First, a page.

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Environ Res. 2014 Nov;135:133-8. doi: 10.1016/j.envres.2014.08.030. Epub 2014 Sep 28.

Residential agricultural pesticide exposures and risk of selected congenital heart defects among offspring in the San Joaquin Valley of California.

Author information

1
Department of Pediatrics, Division of Neonatology and Developmental Medicine, Stanford University School of Medicine, Stanford, USA. Electronic address: scarmichael@stanford.edu.
2
Department of Pediatrics, Division of Neonatology and Developmental Medicine, Stanford University School of Medicine, Stanford, USA.
3
Public Health Institute, Oakland, CA, USA.
4
Pesticide Research Institute, Berkeley, CA 94708, USA.
5
California Department of Public Health, Richmond, CA, USA.
6
Children׳s Hospital Oakland Research Institute, Oakland, CA, USA.

Abstract

BACKGROUND:

Pesticide exposures are ubiquitous and of substantial public concern. We examined the potential association of congenital heart defects with residential proximity to commercial agricultural pesticide applications in the San Joaquin Valley, California.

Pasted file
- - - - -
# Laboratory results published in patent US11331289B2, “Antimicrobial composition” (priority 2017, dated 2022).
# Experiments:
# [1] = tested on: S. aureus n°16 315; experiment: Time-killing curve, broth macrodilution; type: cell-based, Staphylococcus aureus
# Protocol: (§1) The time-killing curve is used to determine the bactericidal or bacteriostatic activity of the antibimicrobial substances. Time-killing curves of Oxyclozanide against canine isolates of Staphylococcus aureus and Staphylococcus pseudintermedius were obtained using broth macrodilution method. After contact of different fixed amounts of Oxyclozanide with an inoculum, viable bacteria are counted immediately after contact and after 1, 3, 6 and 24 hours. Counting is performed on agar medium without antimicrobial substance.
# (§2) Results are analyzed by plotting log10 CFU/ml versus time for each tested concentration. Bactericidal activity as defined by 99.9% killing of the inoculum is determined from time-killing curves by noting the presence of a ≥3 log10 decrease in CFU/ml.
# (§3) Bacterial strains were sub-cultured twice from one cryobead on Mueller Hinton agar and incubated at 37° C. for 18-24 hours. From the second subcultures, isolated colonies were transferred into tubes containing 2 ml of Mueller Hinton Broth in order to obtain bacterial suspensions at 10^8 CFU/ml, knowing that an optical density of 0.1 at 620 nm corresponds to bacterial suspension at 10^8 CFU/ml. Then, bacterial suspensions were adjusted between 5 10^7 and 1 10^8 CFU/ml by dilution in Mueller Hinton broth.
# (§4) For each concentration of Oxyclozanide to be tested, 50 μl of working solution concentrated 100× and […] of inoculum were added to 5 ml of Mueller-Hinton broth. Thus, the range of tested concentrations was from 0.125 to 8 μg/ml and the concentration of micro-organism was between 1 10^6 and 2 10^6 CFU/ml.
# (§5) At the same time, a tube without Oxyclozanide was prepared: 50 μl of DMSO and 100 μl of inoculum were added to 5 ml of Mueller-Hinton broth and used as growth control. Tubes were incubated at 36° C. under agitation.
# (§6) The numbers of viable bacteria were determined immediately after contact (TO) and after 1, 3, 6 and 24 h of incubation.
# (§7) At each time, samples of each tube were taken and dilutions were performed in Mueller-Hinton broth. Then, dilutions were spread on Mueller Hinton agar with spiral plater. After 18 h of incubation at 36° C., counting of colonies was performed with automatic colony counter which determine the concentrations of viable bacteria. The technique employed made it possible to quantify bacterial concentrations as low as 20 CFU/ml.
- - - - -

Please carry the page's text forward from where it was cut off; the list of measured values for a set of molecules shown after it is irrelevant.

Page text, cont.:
METHODS:

Study subjects included 569 heart defect cases and 785 non-malformed controls born from 1997 to 2006 whose mothers participated in a population-based case-control study. Associations with any versus no exposure to physicochemical groups of pesticides and specific chemicals were assessed using logistic regression adjusted for relevant covariates, for 8 heart defect phenotypes that included ≥ 50 cases and pesticide exposures with ≥ 5 exposed cases and controls, which resulted in 235 comparisons.

RESULTS:

38% of cases and controls were classified as exposed to pesticides within a 500 m radius of mother's address during a 3-month periconceptional window. Adjusted odds ratios (AORs) with 95% CIs excluding 1.0 were observed for 18 comparisons; all were >1 and ranged from 1.9 to 7.1. They included tetralogy of Fallot (n=101 cases) and neonicotinoids; hypoplastic left heart syndrome (n=59) and strobins; coarctation of the aorta (n=74) and pyridazinones; pulmonary valve stenosis (n=53) and bipyridyliums and organophosphates; ventricular septal defects (n=93) and avermectins and pyrethroids; and atrial septal defects (n=132) and dichlorphenoxy acid or esters, organophosphates, organotins, and pyrethroids. No AORs met both of these criteria for d-transposition of the great arteries (n=58) or heterotaxia (n=53).

CONCLUSIONS:

Most pesticides were not associated with increased risk of specific heart defect phenotypes. For the few that were associated, results should be interpreted with caution until replicated in other study populations.

KEYWORDS:

Birth defects; Endocrine disruptors; Environment; Pesticides; Pregnancy

PMID:
25262086
PMCID:
PMC5525322
DOI:
10.1016/j.envres.2014.08.030
[Indexed for MEDLINE]
Free PMC Article

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